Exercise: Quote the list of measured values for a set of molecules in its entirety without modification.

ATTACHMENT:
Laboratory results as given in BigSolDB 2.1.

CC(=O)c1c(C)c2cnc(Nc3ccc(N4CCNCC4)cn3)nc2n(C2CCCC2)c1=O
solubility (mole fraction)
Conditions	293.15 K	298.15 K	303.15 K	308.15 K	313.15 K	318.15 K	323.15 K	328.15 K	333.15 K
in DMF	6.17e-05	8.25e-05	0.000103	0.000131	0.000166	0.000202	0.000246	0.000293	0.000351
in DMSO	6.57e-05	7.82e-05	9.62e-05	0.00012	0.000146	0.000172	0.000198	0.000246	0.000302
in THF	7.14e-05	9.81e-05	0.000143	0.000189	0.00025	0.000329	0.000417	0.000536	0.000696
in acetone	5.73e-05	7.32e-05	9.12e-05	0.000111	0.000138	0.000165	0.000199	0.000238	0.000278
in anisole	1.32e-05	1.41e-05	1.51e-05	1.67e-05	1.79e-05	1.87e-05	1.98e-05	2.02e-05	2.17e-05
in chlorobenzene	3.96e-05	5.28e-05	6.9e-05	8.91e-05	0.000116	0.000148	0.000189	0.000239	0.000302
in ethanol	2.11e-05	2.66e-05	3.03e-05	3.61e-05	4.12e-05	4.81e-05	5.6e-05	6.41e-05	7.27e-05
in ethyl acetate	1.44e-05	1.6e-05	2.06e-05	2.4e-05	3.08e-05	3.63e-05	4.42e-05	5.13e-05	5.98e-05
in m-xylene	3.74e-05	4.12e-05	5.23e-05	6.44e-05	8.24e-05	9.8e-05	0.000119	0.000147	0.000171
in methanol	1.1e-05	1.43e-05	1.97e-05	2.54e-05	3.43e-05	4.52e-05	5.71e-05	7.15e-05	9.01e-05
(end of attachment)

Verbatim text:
Laboratory results as given in BigSolDB 2.1.

CC(=O)c1c(C)c2cnc(Nc3ccc(N4CCNCC4)cn3)nc2n(C2CCCC2)c1=O
solubility (mole fraction)
Conditions	293.15 K	298.15 K	303.15 K	308.15 K	313.15 K	318.15 K	323.15 K	328.15 K	333.15 K
in DMF	6.17e-05	8.25e-05	0.000103	0.000131	0.000166	0.000202	0.000246	0.000293	0.000351
in DMSO	6.57e-05	7.82e-05	9.62e-05	0.00012	0.000146	0.000172	0.000198	0.000246	0.000302
in THF	7.14e-05	9.81e-05	0.000143	0.000189	0.00025	0.000329	0.000417	0.000536	0.000696
in acetone	5.73e-05	7.32e-05	9.12e-05	0.000111	0.000138	0.000165	0.000199	0.000238	0.000278
in anisole	1.32e-05	1.41e-05	1.51e-05	1.67e-05	1.79e-05	1.87e-05	1.98e-05	2.02e-05	2.17e-05
in chlorobenzene	3.96e-05	5.28e-05	6.9e-05	8.91e-05	0.000116	0.000148	0.000189	0.000239	0.000302
in ethanol	2.11e-05	2.66e-05	3.03e-05	3.61e-05	4.12e-05	4.81e-05	5.6e-05	6.41e-05	7.27e-05
in ethyl acetate	1.44e-05	1.6e-05	2.06e-05	2.4e-05	3.08e-05	3.63e-05	4.42e-05	5.13e-05	5.98e-05
in m-xylene	3.74e-05	4.12e-05	5.23e-05	6.44e-05	8.24e-05	9.8e-05	0.000119	0.000147	0.000171
in methanol	1.1e-05	1.43e-05	1.97e-05	2.54e-05	3.43e-05	4.52e-05	5.71e-05	7.15e-05	9.01e-05